For years, sportsmen and women, energy and agriculture industry, conservation groups, private landowners, agencies, and outdoor businesses have worked to support the conservation of millions of acres of sagebrush habitat and help greater sage grouse populations rebound. Now, just two years after historic collaboration led to a big win for the bird and the sagebrush landscape, Secretary Zinke has ordered the Bureau of Land Management to consider reworking the conservation plans that got us there.

We need your help, yet again, to tell the Trump administration to let conservation work for sage grouse and 350 other sagebrush species.

With so much at stake on the public land within the bird’s range, it seems that decision makers never tire of messing with sage grouse success. But amending the 98 resource management plans for key sagebrush habitats across the West could undo years of negotiations and science-based management. The plans have already received extensive review by the public, Western state governors, and cooperating agencies. Major delays, changes, or a compromised approach to habitat conservation will put sagebrush and its wildlife in jeopardy and create uncertainty for ranchers, the energy industry, outdoor recreation businesses, and rural Western communities.

Sportsmen and women have only 45 days to comment on this amendment process, so please take a few minutes to speak up and share why this is meaningful to you. Urge Secretary Zinke not to pursue a total overhaul of widely supported conservation plans and to let conservation work.

To ensure these are read, we encourage you to consider personalizing your email subject line. 


  • Ms. Johanna Munson BLM Feedback
  • DOI Feedback


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To: BLM and DOI Officials,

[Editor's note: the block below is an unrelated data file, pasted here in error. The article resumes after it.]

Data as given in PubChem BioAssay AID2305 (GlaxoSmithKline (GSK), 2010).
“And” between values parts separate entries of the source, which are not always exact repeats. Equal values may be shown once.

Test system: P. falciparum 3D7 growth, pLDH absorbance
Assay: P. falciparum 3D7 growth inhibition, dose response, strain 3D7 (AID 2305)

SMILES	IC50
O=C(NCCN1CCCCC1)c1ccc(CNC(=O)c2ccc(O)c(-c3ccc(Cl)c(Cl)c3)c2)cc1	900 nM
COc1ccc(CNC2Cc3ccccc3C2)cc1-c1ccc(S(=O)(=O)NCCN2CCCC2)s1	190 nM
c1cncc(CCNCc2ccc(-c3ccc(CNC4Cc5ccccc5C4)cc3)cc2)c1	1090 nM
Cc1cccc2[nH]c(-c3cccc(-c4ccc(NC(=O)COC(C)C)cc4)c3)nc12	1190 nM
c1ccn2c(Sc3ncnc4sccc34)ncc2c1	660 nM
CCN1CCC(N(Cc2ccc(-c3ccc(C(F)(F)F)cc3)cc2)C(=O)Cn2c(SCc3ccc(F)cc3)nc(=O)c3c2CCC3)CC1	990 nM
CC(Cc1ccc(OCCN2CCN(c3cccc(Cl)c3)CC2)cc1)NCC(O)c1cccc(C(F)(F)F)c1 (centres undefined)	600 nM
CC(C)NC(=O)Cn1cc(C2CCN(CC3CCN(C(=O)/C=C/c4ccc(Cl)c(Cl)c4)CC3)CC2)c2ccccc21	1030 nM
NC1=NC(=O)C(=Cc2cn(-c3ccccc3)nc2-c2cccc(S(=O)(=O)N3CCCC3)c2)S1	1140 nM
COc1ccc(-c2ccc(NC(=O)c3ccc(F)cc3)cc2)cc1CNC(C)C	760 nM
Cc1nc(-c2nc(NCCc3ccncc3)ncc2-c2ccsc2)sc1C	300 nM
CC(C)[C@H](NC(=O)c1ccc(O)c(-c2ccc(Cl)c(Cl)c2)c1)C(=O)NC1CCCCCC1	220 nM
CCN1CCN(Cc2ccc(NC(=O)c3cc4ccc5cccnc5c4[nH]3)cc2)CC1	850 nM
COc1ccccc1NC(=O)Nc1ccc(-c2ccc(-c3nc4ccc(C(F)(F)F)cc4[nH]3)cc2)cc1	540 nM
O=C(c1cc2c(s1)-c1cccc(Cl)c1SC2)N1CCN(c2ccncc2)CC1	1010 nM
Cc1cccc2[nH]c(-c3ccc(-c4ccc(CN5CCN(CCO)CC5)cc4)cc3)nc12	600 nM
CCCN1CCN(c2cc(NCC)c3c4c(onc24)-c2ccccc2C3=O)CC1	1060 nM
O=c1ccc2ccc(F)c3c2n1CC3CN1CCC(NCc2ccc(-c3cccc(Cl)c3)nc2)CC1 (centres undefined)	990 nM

I am an American conservationist who values our public lands and all their multiple uses for our nation. The sagebrush ecosystem makes up a significant portion of our public lands supporting energy development and grazing, but also provides endless recreational opportunities all Americans value.

Sportsmen and women like myself know that sage country is vital not just for sage grouse, but also mule deer, elk, pronghorn and many others species of wildlife and plants. That's why I supported the collaborative efforts of federal agencies, the states, industry, landowners, hunters and anglers, and many other stakeholders to develop conservation plans for sage grouse that led to the decision in 2015 not add the bird to the endangered species list.

I am writing in regard to the 45-day public comment period for Amending federal land-use plans for greater sage grouse conservation (Federal Register Notice: FR Doc. 2017-21958 Filed 10-10-17). I'm deeply concerned about the possibility of major changes to the federal sage grouse plans that could undo science-based management actions necessary for the decision not to list the species and that were balanced with other multiple uses. Major changes driven by the desires of a few politicians and special interests for short-term gain only threaten the long-term certainty and stability that all stakeholders need from our federal land management agencies.

While I do understand that some states have a few remaining issues with the federal plans, many of these issues could be addressed by the BLM without major changes or disruption. Unfortunately, the BLM has yet to exhaust all administrative options and has immediately sought amendments with this open call for comments. I support BLM first using all administrative options to resolve issues, including instruction memorandums and training first. Should amendments be absolutely necessary, I only support targeted changes to resolve specific problems that are backed by past and current scientific information and that do not weaken conservation for sage grouse and sagebrush.

A lot is at stake for sportsmen and women, and all stakeholders, and I ask that you take my input seriously as you evaluate any needed improvements to the plans and their implementation. Altering the course of sage grouse and sagebrush conservation comes with great risk and uncertainty, and the long-term future of western public lands, the economy and way of life rests on your decisions during this process.

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